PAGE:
Apart from food, the province is known for Panan mats, used as bridal gifts in rural Trang, made from pandanus leaves.

One of Trang’s claims to fame is that it often wins the award for “cleanest city in Thailand”. However its main attractions are the beaches, islands, waterfalls and caves.

An odd aspect of the city is the seeming lack of Buddhist temples normally found in Thai towns. The central business district of Trang is inhabited predominantly by Chinese, so there are a few joss houses.

During the seventh to 12th centuries, Trang was an important port for ocean-going sampans sailing to the Straits of Malacca. Today, Trang is an important point of exit for rubber from the province’s many plantations.

We spent a day driving along the coast, stopping at interesting places. One of these was Hat Jao Mai National Park. The park is rich in evergreen, mangrove and beach forests and is a haven for wildlife. Dugongs can sometimes be spotted, as well as sea otters, langurs, pangolins and birds.

As we walked towards some limestone caves on the headland, we were surrounded by macaques. They were eyeing our bags, hoping we had food for them. We didn’t and some monkeys got quite aggressive, trying to intimidate us as they made a grab for our bags.

Lunch was at the main beach resort of Pak Meng. We dined from the stalls selling all kinds of tasty tidbits along the roadside.

The following day, we did a boat trip to Ko Muk. This island is south of Pak Meng and has a high central peak. As we approached, we passed a knob of rock about 10m high on top of which was perched a small bamboo hut. It reminded me of the bobble on a hat. I’m not sure if it was a house or just a fishermen’s shelter.

At Ko Muk, we moored outside Tham Morakhot or Emerald Cave. The only way into the cave was to swim, and as I headed into the ever-increasing gloom I could hear a strange noise like a groan . . . It was really eerie and I was a bit perturbed as the noise grew louder and the cave got darker; my imagination conjured up all kinds of ghostly beings. My companions were all walking behind me so I had no one to seek solace from.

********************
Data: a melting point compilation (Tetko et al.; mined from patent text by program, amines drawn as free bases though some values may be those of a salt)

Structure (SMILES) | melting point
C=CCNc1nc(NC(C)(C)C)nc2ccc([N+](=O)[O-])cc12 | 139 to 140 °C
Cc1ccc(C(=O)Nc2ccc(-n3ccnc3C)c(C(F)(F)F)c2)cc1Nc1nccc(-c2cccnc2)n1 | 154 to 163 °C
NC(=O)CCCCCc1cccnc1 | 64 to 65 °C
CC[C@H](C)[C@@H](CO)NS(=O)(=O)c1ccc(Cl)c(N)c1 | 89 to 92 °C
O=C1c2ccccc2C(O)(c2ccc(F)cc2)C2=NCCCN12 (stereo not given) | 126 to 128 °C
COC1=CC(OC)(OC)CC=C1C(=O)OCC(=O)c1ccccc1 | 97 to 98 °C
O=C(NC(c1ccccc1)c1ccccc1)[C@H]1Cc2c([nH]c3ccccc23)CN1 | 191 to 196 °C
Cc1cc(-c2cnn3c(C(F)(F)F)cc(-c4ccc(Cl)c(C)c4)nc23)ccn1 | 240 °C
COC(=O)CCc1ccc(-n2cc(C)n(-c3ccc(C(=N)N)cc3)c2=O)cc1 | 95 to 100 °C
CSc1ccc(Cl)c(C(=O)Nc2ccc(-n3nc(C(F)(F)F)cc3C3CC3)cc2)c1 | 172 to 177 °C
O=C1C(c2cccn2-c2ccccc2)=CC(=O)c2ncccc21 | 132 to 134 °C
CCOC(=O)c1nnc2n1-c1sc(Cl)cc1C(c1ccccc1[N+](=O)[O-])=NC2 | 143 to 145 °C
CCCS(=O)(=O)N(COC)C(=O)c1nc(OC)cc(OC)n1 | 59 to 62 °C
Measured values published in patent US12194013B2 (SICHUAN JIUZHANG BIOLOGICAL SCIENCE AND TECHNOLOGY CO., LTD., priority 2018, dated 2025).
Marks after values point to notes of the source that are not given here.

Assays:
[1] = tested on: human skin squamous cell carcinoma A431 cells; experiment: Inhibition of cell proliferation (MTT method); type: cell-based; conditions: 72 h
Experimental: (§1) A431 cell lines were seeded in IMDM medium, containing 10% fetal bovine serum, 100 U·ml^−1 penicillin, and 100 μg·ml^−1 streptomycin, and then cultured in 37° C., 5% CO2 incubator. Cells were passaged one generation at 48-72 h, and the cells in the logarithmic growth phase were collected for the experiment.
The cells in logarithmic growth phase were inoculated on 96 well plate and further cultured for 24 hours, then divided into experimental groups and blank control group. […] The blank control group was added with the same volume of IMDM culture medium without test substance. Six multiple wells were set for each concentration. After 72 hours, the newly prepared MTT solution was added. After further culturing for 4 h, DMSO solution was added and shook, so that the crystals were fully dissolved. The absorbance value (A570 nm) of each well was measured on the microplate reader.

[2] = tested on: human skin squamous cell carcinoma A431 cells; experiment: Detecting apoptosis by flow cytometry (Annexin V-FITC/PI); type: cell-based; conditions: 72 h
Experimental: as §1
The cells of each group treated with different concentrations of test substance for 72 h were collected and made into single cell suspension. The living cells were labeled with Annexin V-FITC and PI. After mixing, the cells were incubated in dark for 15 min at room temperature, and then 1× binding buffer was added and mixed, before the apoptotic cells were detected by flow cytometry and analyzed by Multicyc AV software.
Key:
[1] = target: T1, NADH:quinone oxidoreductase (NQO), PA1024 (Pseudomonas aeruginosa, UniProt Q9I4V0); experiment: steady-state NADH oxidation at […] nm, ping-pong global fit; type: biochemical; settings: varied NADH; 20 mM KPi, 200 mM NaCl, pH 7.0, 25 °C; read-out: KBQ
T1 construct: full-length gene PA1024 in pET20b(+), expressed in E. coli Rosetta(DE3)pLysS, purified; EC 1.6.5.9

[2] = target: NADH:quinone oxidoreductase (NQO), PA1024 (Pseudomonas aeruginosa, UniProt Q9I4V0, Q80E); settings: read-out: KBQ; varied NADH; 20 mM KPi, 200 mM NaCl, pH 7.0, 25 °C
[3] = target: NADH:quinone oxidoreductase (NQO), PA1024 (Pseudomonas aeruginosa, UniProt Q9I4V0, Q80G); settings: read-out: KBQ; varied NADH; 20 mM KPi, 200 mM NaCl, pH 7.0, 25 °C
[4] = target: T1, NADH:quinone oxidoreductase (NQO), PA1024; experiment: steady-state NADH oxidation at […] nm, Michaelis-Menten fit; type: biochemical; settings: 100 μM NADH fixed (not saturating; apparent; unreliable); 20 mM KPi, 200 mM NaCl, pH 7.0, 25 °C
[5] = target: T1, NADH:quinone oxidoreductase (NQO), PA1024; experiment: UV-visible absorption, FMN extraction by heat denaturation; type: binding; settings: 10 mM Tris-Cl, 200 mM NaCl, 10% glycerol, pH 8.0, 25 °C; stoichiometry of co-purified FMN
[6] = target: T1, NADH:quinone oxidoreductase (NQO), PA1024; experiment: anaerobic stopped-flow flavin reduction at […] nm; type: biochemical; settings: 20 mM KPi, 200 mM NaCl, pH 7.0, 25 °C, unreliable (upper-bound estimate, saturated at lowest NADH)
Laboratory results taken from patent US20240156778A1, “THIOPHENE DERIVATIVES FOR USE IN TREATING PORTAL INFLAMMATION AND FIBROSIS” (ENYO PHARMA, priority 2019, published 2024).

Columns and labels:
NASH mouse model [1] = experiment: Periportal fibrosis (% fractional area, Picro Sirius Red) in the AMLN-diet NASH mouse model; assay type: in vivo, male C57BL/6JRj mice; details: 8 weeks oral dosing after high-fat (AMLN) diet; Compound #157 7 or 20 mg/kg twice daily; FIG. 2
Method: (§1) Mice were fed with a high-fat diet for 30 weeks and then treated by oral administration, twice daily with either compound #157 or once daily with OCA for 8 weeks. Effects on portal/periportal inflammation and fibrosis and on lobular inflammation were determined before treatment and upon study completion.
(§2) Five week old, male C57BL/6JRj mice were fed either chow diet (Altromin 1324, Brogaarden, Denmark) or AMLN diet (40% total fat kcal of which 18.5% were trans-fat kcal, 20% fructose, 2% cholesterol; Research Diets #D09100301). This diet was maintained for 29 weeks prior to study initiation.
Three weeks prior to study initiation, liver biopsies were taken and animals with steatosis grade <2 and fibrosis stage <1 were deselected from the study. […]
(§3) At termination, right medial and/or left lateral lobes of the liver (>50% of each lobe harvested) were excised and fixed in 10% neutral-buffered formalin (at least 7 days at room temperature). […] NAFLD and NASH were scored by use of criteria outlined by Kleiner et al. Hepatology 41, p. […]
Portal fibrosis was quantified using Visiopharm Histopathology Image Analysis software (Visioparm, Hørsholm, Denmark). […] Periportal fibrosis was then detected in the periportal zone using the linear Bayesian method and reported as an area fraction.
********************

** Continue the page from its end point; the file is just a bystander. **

The cave tunnel did a dogleg turn, and as I came round the bend, I realised with great relief that the noise was actually caused by water slapping against the rock, the sound being distorted in the enclosed space. Around the bend, I could see daylight from the entrance ahead and quickly swam towards the light at the end of the tunnel.

I emerged onto a sandy beach. It was beautiful. A small beach and patch of trees encircled by towering limestone cliffs. There was no way out except through the cave, or over the sheer cliffs, negotiable only by monkeys.

There are some scenic waterfalls in the Trang area but we did not have a chance to visit them as we were occupied with visiting caves. We headed back towards Satun and the border. The whole stretch of coastline has limestone islands, which go right down to Langkawi, being part of the same geological chain.

The attractiveness of Trang province – apart from its natural beauty – is that it is less touristy than many other parts of Thailand.

It is very easy to travel around by car, and find good and cheap accommodation and food. And tourist attractions are generally signposted on the roadside, so quite often we’d see a sign to some attraction and investigate.

The only drawback was that we were only there for a long weekend and didn’t really have enough time to do it justice. I will be back!